For $30, they will ship cheaply a dozen of their craft beers directly to your home in Ecuador. The dozen can be a mix-and-match of their six styles of beers.

Around 4000 BCE, the Sumerians enjoyed this alcoholic beverage that is considered the oldest in the world. It remains popular, ranking third in global beverage consumption after water and tea.

And Ecuadorian craft brewers are aiming to make their beers No. 1 in Ecuador, especially Cuenca.

“Craft beer is growing in Quito. The market is there,” said Castañeda. “Here in Cuenca, it is just starting; it will explode soon.”

Asiringui Cerveza Artesanal, Calle de las Hiedras y Av. Ordoñez Lasso, Cuenca 010107, 099-998-0412,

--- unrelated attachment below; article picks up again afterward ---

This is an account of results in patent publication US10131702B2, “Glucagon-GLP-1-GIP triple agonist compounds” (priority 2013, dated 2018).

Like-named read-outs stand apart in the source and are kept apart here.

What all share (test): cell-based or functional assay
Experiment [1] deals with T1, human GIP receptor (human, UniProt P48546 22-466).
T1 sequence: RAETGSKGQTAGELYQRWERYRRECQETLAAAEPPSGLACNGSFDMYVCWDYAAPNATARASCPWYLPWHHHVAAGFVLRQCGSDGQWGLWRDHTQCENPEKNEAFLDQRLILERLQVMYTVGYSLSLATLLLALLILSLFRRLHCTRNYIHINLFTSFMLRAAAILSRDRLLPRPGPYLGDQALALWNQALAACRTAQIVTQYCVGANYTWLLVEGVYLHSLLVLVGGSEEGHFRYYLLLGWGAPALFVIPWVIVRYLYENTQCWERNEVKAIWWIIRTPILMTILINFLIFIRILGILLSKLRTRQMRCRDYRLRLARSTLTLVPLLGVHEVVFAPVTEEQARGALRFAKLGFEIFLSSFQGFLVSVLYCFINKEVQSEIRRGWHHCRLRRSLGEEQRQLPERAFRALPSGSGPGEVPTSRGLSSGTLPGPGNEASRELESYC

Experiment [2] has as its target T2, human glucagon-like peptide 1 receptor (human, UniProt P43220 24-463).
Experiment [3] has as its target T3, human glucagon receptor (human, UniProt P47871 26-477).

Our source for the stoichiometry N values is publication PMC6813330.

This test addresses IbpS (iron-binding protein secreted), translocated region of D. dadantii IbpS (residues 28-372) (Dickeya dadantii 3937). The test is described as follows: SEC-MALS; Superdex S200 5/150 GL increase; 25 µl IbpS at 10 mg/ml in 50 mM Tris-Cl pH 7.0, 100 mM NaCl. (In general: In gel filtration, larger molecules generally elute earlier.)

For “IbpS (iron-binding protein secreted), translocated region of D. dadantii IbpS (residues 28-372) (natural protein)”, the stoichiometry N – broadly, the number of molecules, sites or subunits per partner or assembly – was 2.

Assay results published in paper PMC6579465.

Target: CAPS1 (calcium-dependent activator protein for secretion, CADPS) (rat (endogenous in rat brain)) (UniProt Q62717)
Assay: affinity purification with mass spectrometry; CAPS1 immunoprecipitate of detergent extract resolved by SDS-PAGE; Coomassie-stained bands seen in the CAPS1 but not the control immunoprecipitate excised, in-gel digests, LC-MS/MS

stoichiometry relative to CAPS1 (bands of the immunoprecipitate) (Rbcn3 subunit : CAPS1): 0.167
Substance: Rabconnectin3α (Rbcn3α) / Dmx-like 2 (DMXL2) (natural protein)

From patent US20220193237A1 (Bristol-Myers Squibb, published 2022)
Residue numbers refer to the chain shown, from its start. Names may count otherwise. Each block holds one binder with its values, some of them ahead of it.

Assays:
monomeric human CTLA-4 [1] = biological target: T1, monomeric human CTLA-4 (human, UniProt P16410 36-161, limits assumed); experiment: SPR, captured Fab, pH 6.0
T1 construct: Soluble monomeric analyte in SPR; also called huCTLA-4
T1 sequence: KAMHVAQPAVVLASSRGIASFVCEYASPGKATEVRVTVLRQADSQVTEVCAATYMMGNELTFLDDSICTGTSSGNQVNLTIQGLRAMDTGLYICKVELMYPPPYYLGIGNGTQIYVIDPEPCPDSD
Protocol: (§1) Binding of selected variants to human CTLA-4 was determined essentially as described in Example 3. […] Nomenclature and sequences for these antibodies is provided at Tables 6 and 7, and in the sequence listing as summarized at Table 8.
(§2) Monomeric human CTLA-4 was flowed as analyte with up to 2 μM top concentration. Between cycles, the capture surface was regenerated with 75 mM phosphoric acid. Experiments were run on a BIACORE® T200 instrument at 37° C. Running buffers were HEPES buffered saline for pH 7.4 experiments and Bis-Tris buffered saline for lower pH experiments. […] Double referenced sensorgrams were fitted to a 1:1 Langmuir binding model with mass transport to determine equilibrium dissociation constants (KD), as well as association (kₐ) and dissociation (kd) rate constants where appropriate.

Jodoco Belgian Bistro, Plaza de San Sebastián, Cuenca, 097-909-3186,
Nefer Cervecería Artesanal, Riobamba 060104, 098-766-9916,
Pagano Beer Company, Quito,,
Sol del Venado, Vilcabamba, 098-224,5678, 07 264 0121, +1 760.936.9398,,
Tagui Cerveza Artesanal, De las Hiedras, Cuenca,
Tres Grados Sur Cervecería Artesanal, Loja 110108, 099-223-6143,

 Photos by Stephen Vargha

Stephen Vargha’s book about Cuenca, “Una Nueva Vida – A New Life” is available at Amazon in digital and paperback formats. His award-winning blog, “Becoming Cuenca,” supplements his book with the latest information and hundreds of professional photos by him.